FRANKFORT, Ky. (June 29, 2012) — Wildfire danger in Kentucky typically is not a problem after green-up in the spring; however, June has proven to be atypical because of the lack of rain over the past couple of months. Firefighters from the Kentucky Division of Forestry (KDF) and local fire departments across the state have responded daily to wildfires this month, and the fire danger is expected to worsen as drought levels and temperatures increase.
“It has been nearly 25 years since we have seen this number of wildfires in the month of June,” said Leah MacSwords, director of KDF. “It’s quite simple, the drier it gets, the higher the fire danger. We need the public to understand that any activity that creates a spark can easily result in a wildfire right now. More importantly, if we don’t see a break in the drought, the wildfires in this state will not only continue, they will worsen.”
Although most wildfires in Kentucky are caused by careless debris burning and arson, forestry officials note that recent wildfires have been the result of a number of different causes including sparks from vehicles, farm equipment and downed power lines.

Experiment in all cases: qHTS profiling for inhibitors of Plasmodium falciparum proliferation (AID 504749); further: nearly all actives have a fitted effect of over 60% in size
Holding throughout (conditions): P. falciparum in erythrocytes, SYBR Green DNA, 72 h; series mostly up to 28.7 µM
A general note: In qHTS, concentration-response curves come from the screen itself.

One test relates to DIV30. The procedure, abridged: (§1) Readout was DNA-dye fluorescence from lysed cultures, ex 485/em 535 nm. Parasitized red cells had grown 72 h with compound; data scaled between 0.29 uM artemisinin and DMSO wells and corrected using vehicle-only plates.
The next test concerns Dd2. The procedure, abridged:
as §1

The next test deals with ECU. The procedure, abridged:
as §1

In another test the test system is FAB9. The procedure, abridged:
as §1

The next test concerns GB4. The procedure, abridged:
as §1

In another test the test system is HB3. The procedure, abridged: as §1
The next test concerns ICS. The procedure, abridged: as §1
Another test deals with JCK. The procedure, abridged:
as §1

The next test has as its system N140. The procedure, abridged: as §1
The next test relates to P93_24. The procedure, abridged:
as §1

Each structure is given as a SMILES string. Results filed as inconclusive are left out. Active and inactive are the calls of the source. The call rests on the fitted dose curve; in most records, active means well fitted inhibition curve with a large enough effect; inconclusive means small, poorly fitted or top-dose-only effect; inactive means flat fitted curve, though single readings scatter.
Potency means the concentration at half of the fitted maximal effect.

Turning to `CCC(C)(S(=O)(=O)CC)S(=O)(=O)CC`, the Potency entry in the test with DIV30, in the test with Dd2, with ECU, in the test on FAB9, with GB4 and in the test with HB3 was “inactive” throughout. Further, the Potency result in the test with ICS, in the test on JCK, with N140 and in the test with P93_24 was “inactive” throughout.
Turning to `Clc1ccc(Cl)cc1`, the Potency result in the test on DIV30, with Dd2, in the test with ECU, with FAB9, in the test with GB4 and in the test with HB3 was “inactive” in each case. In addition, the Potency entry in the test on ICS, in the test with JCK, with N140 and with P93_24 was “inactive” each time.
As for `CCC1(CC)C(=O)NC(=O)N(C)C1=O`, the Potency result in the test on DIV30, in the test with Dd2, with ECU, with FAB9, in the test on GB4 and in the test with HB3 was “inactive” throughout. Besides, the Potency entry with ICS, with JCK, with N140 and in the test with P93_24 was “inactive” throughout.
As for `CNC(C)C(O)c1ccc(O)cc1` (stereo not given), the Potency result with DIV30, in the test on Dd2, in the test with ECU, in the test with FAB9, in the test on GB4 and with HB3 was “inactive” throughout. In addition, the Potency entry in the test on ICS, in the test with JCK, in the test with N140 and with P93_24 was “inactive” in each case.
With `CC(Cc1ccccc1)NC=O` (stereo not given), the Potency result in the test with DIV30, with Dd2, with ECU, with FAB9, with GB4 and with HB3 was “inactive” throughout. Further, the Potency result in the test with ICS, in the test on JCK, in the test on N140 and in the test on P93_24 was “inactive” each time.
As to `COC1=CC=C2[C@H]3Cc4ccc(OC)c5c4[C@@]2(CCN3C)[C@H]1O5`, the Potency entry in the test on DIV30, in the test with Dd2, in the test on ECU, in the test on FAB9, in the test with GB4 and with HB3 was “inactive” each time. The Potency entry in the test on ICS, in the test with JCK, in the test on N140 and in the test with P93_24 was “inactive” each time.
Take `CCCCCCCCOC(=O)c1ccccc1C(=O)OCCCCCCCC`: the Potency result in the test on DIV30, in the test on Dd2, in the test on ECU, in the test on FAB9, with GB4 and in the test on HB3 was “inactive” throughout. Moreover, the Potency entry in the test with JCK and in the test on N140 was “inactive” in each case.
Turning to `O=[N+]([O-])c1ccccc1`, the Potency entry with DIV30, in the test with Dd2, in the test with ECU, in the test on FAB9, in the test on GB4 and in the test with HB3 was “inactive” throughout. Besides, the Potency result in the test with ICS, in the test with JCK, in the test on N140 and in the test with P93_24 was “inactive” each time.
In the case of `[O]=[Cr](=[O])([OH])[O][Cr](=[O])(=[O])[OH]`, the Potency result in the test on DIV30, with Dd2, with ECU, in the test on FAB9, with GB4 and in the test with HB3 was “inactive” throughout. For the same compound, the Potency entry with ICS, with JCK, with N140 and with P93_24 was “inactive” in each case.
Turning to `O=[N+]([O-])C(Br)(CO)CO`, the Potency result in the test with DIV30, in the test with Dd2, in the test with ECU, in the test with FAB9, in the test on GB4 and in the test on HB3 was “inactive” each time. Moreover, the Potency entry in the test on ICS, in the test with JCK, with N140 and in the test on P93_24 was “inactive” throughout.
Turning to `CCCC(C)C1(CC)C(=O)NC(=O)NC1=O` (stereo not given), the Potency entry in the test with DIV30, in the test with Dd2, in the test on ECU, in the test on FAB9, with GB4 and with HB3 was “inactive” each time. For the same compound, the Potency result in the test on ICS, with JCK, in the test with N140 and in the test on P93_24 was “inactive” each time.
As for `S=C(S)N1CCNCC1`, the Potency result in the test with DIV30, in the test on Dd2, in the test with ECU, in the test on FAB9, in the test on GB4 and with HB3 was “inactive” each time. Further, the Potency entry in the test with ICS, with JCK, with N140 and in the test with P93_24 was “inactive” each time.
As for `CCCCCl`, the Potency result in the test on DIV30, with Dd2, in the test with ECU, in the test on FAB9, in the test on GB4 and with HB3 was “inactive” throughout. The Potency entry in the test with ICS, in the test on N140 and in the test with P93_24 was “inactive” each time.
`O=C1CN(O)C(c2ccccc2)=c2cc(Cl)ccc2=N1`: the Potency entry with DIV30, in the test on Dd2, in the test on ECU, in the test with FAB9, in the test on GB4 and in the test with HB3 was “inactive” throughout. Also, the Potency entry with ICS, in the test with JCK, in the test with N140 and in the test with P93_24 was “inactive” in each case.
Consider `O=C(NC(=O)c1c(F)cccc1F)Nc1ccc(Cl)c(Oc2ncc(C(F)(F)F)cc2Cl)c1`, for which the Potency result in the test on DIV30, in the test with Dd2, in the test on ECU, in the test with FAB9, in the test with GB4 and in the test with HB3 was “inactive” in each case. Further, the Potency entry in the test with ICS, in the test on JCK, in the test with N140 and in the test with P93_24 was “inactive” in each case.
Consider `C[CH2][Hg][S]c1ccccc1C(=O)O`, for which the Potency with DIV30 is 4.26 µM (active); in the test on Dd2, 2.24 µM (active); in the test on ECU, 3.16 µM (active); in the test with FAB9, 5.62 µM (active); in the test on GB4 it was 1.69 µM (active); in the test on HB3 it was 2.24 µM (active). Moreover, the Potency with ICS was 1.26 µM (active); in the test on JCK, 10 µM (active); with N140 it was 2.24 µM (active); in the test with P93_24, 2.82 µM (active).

“These extreme weather conditions not only increase the fire danger, but also make it very taxing on the firefighters working to eliminate the fires,” said Kentucky Fire Commission Executive Director Ronnie Day. “The majority of Kentucky’s local firefighters are volunteers. They are the ones on the front lines, along with the paid firefighters, battling the wildfires. We appreciate their efforts and the opportunity to partner with the Kentucky Division of Forestry.”
With hot and dry conditions continuing through the July 4th weekend, officials are also concerned about fireworks and campfires. As a result, more than 70 Kentucky counties have implemented burn bans to restrict any outdoor burning. County burn bans are issued by the county judge-executive to address local conditions and are enforced by all law enforcement officers with assistance from KDF. Burn bans generally prohibit campfires, bonfires and burning of leaves, debris, grass, crops and woodlands. They may also prohibit or regulate fireworks if included in the ban.
For more information about outdoor burning restrictions and how you can prevent wildfires, contact the Kentucky Division of Forestry at 1-800-435-0555 or visit the division’s website at http://forestry.ky.gov/Pages/default.aspx. Visit http://forestry.ky.gov/wildlandfiremanagement/Pages/default.aspx for a list of county burn bans and to view current fire activity in the state.